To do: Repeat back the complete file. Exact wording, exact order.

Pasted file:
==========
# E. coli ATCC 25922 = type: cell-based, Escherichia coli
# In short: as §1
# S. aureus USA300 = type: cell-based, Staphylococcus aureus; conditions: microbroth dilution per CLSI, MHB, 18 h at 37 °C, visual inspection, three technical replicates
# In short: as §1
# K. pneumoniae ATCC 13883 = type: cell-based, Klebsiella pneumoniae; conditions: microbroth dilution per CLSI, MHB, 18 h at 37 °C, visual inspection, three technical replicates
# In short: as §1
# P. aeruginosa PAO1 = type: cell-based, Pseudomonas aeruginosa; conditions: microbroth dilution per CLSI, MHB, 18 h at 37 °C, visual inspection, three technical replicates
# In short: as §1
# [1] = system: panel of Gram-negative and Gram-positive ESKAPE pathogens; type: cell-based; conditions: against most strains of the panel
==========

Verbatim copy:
# E. coli ATCC 25922 = type: cell-based, Escherichia coli
# In short: as §1
# S. aureus USA300 = type: cell-based, Staphylococcus aureus; conditions: microbroth dilution per CLSI, MHB, 18 h at 37 °C, visual inspection, three technical replicates
# In short: as §1
# K. pneumoniae ATCC 13883 = type: cell-based, Klebsiella pneumoniae; conditions: microbroth dilution per CLSI, MHB, 18 h at 37 °C, visual inspection, three technical replicates
# In short: as §1
# P. aeruginosa PAO1 = type: cell-based, Pseudomonas aeruginosa; conditions: microbroth dilution per CLSI, MHB, 18 h at 37 °C, visual inspection, three technical replicates
# In short: as §1
# [1] = system: panel of Gram-negative and Gram-positive ESKAPE pathogens; type: cell-based; conditions: against most strains of the panel